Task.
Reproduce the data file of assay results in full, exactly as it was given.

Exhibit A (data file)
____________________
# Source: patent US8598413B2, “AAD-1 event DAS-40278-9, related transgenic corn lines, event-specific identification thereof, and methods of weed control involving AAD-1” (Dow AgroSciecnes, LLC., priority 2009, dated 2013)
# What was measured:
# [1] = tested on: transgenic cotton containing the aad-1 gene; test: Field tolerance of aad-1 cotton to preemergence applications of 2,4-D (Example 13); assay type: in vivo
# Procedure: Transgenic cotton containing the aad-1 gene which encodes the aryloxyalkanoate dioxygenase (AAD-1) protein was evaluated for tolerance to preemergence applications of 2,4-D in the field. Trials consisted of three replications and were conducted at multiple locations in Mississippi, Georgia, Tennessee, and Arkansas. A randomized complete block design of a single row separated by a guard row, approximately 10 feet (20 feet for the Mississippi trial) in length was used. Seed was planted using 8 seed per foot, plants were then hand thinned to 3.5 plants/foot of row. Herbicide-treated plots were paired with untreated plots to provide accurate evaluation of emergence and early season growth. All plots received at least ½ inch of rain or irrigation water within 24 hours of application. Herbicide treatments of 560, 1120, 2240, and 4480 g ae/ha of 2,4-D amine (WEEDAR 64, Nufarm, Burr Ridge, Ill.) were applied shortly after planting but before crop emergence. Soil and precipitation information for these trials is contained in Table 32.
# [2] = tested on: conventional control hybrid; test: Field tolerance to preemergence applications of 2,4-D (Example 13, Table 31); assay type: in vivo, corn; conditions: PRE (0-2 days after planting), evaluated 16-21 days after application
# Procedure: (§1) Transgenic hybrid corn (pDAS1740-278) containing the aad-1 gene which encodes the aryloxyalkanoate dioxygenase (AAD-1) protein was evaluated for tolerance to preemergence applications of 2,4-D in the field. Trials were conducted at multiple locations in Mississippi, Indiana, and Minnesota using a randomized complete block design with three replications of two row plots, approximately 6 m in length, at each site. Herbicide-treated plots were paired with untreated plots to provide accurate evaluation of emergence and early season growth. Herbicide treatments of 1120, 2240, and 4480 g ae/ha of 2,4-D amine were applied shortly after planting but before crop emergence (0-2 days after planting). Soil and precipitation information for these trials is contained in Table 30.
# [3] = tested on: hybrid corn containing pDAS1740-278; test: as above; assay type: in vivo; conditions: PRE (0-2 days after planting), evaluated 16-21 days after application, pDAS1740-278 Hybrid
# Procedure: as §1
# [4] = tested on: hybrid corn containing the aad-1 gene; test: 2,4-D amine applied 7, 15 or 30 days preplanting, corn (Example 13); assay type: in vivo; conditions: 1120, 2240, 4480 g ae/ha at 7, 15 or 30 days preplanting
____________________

# Source: patent US8598413B2, “AAD-1 event DAS-40278-9, related transgenic corn lines, event-specific identification thereof, and methods of weed control involving AAD-1” (Dow AgroSciecnes, LLC., priority 2009, dated 2013)
# What was measured:
# [1] = tested on: transgenic cotton containing the aad-1 gene; test: Field tolerance of aad-1 cotton to preemergence applications of 2,4-D (Example 13); assay type: in vivo
# Procedure: Transgenic cotton containing the aad-1 gene which encodes the aryloxyalkanoate dioxygenase (AAD-1) protein was evaluated for tolerance to preemergence applications of 2,4-D in the field. Trials consisted of three replications and were conducted at multiple locations in Mississippi, Georgia, Tennessee, and Arkansas. A randomized complete block design of a single row separated by a guard row, approximately 10 feet (20 feet for the Mississippi trial) in length was used. Seed was planted using 8 seed per foot, plants were then hand thinned to 3.5 plants/foot of row. Herbicide-treated plots were paired with untreated plots to provide accurate evaluation of emergence and early season growth. All plots received at least ½ inch of rain or irrigation water within 24 hours of application. Herbicide treatments of 560, 1120, 2240, and 4480 g ae/ha of 2,4-D amine (WEEDAR 64, Nufarm, Burr Ridge, Ill.) were applied shortly after planting but before crop emergence. Soil and precipitation information for these trials is contained in Table 32.
# [2] = tested on: conventional control hybrid; test: Field tolerance to preemergence applications of 2,4-D (Example 13, Table 31); assay type: in vivo, corn; conditions: PRE (0-2 days after planting), evaluated 16-21 days after application
# Procedure: (§1) Transgenic hybrid corn (pDAS1740-278) containing the aad-1 gene which encodes the aryloxyalkanoate dioxygenase (AAD-1) protein was evaluated for tolerance to preemergence applications of 2,4-D in the field. Trials were conducted at multiple locations in Mississippi, Indiana, and Minnesota using a randomized complete block design with three replications of two row plots, approximately 6 m in length, at each site. Herbicide-treated plots were paired with untreated plots to provide accurate evaluation of emergence and early season growth. Herbicide treatments of 1120, 2240, and 4480 g ae/ha of 2,4-D amine were applied shortly after planting but before crop emergence (0-2 days after planting). Soil and precipitation information for these trials is contained in Table 30.
# [3] = tested on: hybrid corn containing pDAS1740-278; test: as above; assay type: in vivo; conditions: PRE (0-2 days after planting), evaluated 16-21 days after application, pDAS1740-278 Hybrid
# Procedure: as §1
# [4] = tested on: hybrid corn containing the aad-1 gene; test: 2,4-D amine applied 7, 15 or 30 days preplanting, corn (Example 13); assay type: in vivo; conditions: 1120, 2240, 4480 g ae/ha at 7, 15 or 30 days preplanting